Monday, December 18, 2006

Writing methods

There are various ways for a writer to work. I'll mention a few below, and my opinions of them, but keep in mind I'm only talking about the actual writing process. Editing and other work can be for another post.

Longhand method: Some writers write their stories out by hand, usually in a notebook or pad of sorts. Then, when finished, they proceed to type the work into a computer or on a typewriter, or they have someone else type it for them. I've tried this method a few times, but my hand tires too much, and I can't write fast enough to keep up with my brain. One of the great things about this method of writing is the cost: A pad and a few pencils cost only a few dollars, though finding a typewriter or typist might run you some more bucks.

Recording: Some authors actually carry around a recording device of some kind, and they record their own voice as they "speak" the story. Then, later, they type the story up or have someone else type it. I've tried this method only once or twice, and I found it laborious. I'll skip it, thanks.

Typewriter: This is a more traditional method, where one types their story straight onto a page with a typewriter. There are some drawbacks to this, mainly having to deal with mistakes while typing. This method is nearly forgotten nowadays, as the typewriter has been replaced by computers.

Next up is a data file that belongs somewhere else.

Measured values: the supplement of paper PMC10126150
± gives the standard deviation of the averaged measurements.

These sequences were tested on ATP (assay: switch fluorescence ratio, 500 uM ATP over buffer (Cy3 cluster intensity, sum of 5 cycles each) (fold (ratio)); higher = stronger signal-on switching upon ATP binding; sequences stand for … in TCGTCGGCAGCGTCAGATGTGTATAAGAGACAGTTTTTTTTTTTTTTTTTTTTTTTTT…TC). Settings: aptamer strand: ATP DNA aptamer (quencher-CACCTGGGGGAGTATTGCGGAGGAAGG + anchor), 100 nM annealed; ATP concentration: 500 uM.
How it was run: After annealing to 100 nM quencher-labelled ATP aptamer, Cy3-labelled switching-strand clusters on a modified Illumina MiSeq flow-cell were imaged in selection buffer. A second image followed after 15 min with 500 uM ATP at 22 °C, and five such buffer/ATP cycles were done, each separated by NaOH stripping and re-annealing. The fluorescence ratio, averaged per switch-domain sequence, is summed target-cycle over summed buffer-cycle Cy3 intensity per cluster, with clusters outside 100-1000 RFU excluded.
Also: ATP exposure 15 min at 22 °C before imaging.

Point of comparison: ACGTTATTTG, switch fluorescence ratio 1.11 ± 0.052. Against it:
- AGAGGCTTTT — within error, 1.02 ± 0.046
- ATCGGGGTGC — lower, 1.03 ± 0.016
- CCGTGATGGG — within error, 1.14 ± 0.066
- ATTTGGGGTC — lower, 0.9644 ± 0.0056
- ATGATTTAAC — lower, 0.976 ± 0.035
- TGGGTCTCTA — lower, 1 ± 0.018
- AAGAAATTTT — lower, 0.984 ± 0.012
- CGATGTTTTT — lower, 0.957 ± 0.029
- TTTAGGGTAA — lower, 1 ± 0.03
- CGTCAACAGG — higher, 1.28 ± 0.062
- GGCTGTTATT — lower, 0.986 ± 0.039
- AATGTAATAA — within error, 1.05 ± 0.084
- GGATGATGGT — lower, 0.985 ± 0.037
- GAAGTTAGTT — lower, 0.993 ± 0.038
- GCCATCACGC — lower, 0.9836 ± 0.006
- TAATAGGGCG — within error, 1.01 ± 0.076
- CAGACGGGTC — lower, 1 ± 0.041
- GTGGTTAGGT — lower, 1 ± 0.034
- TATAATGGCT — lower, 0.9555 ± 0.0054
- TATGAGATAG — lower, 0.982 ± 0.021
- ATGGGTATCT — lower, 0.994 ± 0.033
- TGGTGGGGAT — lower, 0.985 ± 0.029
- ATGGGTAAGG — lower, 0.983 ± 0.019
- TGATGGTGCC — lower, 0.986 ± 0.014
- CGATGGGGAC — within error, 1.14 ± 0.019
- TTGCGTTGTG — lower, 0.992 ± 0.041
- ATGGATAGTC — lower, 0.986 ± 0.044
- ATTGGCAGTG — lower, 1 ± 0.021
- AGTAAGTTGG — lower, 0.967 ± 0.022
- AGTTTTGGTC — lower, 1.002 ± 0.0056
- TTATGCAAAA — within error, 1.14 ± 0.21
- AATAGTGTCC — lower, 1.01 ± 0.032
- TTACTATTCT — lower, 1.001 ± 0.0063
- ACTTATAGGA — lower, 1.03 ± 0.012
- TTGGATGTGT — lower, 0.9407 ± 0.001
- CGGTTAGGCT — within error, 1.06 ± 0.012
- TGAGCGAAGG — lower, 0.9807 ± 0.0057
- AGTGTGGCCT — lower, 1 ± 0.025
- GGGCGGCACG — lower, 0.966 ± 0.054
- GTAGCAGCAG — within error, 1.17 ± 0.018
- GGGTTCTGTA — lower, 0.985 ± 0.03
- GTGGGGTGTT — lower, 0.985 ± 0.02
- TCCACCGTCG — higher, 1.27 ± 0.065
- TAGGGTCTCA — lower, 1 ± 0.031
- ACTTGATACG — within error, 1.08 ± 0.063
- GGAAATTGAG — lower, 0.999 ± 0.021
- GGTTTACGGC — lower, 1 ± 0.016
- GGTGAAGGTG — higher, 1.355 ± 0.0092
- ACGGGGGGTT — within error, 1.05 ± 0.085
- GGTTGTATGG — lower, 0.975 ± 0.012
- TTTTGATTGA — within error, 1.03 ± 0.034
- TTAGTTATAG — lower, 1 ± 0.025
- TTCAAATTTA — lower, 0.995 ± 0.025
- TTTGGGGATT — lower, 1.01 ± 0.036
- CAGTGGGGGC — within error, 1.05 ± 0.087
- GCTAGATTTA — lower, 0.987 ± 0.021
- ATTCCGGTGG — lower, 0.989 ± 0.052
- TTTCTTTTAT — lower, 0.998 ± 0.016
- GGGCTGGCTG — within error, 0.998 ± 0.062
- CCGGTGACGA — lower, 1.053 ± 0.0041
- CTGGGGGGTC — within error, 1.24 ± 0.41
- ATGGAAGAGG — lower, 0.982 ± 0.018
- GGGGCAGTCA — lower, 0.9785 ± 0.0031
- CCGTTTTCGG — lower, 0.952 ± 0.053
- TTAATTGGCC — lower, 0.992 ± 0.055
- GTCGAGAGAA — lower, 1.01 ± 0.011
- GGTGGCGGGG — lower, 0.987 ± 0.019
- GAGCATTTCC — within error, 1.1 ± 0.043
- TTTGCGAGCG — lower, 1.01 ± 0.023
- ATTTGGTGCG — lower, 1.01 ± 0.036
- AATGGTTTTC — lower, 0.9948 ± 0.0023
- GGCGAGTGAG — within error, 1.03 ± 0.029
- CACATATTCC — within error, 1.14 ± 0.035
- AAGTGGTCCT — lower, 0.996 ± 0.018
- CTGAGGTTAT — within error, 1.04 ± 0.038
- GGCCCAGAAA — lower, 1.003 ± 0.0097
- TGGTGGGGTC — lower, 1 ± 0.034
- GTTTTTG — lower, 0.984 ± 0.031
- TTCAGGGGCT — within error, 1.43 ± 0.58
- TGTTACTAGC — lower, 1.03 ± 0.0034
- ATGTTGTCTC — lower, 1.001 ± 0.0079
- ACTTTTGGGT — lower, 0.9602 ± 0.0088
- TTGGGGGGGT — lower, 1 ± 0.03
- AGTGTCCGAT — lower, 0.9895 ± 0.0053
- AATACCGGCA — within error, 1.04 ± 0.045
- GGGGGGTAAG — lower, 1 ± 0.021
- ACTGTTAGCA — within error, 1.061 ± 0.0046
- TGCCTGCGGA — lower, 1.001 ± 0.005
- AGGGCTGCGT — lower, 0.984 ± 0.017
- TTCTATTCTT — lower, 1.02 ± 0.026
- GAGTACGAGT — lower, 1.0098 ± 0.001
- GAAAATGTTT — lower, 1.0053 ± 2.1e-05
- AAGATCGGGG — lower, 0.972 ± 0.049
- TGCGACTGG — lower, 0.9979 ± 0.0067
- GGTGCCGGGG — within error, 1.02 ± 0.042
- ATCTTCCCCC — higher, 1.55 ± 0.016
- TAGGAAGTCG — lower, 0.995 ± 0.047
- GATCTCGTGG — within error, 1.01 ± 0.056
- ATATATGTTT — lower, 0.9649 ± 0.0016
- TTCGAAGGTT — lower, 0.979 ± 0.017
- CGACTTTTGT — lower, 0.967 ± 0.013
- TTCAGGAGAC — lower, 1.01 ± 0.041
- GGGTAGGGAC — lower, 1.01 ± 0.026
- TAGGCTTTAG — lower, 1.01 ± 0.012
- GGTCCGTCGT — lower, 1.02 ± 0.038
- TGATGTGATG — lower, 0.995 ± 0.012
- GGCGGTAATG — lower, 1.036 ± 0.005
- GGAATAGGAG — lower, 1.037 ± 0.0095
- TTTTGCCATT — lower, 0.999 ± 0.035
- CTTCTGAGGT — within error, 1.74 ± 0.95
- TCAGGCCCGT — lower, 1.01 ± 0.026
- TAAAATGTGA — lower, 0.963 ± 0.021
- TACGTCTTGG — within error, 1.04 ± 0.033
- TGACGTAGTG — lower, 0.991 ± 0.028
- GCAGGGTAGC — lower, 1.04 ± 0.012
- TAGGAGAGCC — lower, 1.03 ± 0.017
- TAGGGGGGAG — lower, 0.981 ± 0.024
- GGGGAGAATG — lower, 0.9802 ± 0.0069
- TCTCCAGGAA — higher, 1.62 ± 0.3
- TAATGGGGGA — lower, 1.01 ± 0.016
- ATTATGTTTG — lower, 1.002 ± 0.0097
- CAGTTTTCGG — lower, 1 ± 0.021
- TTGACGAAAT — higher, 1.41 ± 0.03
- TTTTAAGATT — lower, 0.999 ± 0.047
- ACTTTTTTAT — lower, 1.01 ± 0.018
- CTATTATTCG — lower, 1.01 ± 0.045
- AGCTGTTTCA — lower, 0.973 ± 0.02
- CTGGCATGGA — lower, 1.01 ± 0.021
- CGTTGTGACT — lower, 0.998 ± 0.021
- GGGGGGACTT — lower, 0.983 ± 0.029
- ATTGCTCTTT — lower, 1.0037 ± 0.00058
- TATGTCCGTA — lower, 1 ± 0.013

Word processing: This is probably the most common manner for writers to write today. They type their stories directly into word processing software on their computer. This method allows for easy editing and revision, and saves your story in a file without taking up the space a bulky manuscript would. The main drawback to this method of writing is the cost; computers, paper and ink cartridges can be expensive. Still, this is the method of writing I normally use.

There probably are a few other writing methods I've forgotten, or I'm not as familiar with (stone tablets and a chisel come to mind), but feel free to let me know of something different than I've mentioned.

1 comment:

Howard von Darkmoor said...

Pinprick and blood drip, the oldest ink of all. Though rather limited in supply, I'd imagine.

The conditions under which writing occurs greatly effects its manner of production as well. I, for example, work my real job as an emergency dispatcher. This requires me to remain chained to a desk all shift by radio headset, phone, and computer terminal. No personal electronics are allowed - but writing and reading material is. While there are many emergencies, they are not 24/7, and so, I have time to read and write.

I can fly handwriting. Messiness doesn't matter, arrows work for rearranging and I can carry pad and pen far more places than I can carry a laptop (in addition to the fact a laptop is out of my expense range at the moment).

I do carry a small 4 hour recording device in my pocket - this allows me to save ideas at any time they come to me, then I download the sound files via USB and have the filed in appropriate categories on my home computer.

I've been experimenting with voice recognition software in an effort to dictate to my computer what I've written in a day but so far it's not working as well as it might.

I wrote my last story entirely by typing it at the computer and I plan on doing more of that. If I can get the voice software to work I think that has the most potential, but I don't foresee ever giving up the longhand method. It feels most real to me, most authentic.